Preliminary report reveals no engine failure in deadly Kobe Bryant helicopter crash
LOS ANGELES - Federal investigators say wreckage from the helicopter that crashed last month and killed Kobe Bryant, his daughter and seven others did not show any evidence of engine failure, according to a preliminary report by the National Transportation Safety Board released Friday.
In the report, NTSB chronicled the morning of the crash:
On the morning of Jan. 26, Kobe and Gianna Bryant, along with seven of their friends departed Orange County's John Wayne Airport. Preliminary information released by NTSB revealed the chopper departed at 9:06 a.m. in a northwest direction "at an altitude of about 700 to 800 feet mean sea level (msl) under visual flight rules (VFR)."
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After landing in Camarillo, the group was to head to a girls basketball tournament at Mamba Sports Academy in the Thousand Oaks area.
Also aboard were John, Keri and Alyssa Altobelli, Sarah and Payton Chester, Christina Mauser, and pilot Ara Zobayan.
Gianna, Payton and Alyssa were all teammates on the Los Angeles Lady Mambas, which was coached by Lakers legend Kobe Bryant.
At 9:20 a.m., Zobayan asked air traffic control to continue along Highway 101 shortly after entering the Burbank airspace.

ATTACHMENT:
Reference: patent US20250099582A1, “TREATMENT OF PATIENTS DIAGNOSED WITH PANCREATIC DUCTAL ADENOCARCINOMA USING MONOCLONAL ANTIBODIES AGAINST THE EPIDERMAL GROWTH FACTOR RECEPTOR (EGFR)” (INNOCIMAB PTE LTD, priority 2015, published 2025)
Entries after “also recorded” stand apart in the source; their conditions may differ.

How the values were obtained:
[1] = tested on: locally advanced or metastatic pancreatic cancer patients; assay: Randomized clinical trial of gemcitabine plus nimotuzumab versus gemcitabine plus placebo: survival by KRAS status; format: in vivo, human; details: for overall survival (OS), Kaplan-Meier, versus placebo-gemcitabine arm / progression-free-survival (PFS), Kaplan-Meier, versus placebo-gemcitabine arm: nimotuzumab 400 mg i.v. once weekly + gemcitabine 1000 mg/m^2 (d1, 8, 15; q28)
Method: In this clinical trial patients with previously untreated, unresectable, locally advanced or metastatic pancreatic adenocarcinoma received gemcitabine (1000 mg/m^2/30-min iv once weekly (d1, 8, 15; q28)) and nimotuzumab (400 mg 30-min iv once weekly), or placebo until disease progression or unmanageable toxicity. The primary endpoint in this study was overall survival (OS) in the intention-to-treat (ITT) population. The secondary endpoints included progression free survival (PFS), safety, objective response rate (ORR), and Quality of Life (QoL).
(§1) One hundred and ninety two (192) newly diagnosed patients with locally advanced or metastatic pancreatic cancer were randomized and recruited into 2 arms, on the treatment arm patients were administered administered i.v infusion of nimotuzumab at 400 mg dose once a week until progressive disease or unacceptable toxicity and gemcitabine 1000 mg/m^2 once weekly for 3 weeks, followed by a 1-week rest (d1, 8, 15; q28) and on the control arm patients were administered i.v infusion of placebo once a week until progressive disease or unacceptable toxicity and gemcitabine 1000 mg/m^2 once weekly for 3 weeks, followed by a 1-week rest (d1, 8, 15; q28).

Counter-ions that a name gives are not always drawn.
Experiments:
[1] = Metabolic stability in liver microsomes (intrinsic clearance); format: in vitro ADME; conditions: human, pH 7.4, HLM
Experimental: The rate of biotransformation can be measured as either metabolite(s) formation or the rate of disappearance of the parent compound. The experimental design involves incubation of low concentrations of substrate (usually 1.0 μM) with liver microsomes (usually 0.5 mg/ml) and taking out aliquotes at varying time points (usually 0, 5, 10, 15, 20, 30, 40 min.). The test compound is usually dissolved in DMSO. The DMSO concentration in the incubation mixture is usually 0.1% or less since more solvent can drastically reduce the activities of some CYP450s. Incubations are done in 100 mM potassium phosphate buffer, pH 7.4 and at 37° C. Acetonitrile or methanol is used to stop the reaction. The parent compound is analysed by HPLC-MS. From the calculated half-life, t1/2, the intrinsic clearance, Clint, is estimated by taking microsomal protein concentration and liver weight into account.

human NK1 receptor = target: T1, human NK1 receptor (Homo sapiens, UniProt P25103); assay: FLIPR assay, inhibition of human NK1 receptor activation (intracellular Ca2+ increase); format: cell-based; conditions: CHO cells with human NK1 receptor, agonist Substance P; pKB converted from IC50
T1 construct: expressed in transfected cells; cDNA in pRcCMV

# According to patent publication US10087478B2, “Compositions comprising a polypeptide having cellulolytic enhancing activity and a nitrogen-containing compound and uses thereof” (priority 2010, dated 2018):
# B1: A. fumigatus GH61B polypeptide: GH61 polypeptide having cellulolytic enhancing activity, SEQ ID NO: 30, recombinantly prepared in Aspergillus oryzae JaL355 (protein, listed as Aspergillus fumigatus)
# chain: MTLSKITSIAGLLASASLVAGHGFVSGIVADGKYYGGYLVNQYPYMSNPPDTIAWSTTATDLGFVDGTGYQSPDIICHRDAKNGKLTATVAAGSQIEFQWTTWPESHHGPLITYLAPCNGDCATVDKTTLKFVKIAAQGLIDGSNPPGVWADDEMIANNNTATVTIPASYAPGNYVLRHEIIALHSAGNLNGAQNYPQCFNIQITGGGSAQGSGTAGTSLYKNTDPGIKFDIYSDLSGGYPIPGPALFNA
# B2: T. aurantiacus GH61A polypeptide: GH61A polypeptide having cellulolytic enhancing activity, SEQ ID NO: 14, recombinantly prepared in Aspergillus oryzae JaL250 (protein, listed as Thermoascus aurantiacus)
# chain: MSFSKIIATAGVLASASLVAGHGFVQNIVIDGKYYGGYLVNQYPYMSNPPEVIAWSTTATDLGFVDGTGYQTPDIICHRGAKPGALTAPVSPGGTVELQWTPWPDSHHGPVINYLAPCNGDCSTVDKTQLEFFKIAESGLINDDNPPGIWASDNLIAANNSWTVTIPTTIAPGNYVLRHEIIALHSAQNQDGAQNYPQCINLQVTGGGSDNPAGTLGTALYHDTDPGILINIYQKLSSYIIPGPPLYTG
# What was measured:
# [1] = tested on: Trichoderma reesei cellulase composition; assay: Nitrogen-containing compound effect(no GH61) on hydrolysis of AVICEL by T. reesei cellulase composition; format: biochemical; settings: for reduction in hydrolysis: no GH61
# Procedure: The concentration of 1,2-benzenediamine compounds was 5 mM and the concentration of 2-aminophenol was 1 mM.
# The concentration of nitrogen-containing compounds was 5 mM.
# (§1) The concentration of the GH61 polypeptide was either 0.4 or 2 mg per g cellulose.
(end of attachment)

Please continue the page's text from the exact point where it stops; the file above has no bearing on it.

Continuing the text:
NTSB's report said: "In response to the pilot’s request, the air traffic controller advised that cloud tops were reported at 2,400 feet msl and queried the pilot’s intentions; the pilot then requested a special VFR clearance (an ATC authorization to proceed in controlled airspace at less than VFR weather minima). The air traffic controller advised that the pilot would need to hold for a short time due to IFR traffic, which the pilot acknowledged. At 0932, ATC cleared the pilot of N72EX to transition the class C surface area following the I-5 freeway, maintaining special VFR conditions at or below 2,500 feet. The pilot acknowledged with a correct readback and climbed to approximately 1,400 feet msl (600 feet agl). In response to the query, the pilot replied to the Burbank ATC that he would follow Highway 118 and 'loop around VNY [Van Nuys Airport]' to follow Highway 101."
Just before 9:40 a.m. as the aircraft passed west of Van Nuys at 1,500 msl, an air traffic controller said he would not be able to continue radar contact and advised Zobayan to contact the Southern California Terminal Radar Approach Control (SCT).
SCT then took over when Zobayan informed them he was going to Camarillo at an altitude of 1500 feet. That air traffic controller was "immediately relieved by a different controller," the report stated.
Zobayan attempted to reach SCT to inform them he was "climbing above cloud layers and requested advisory services."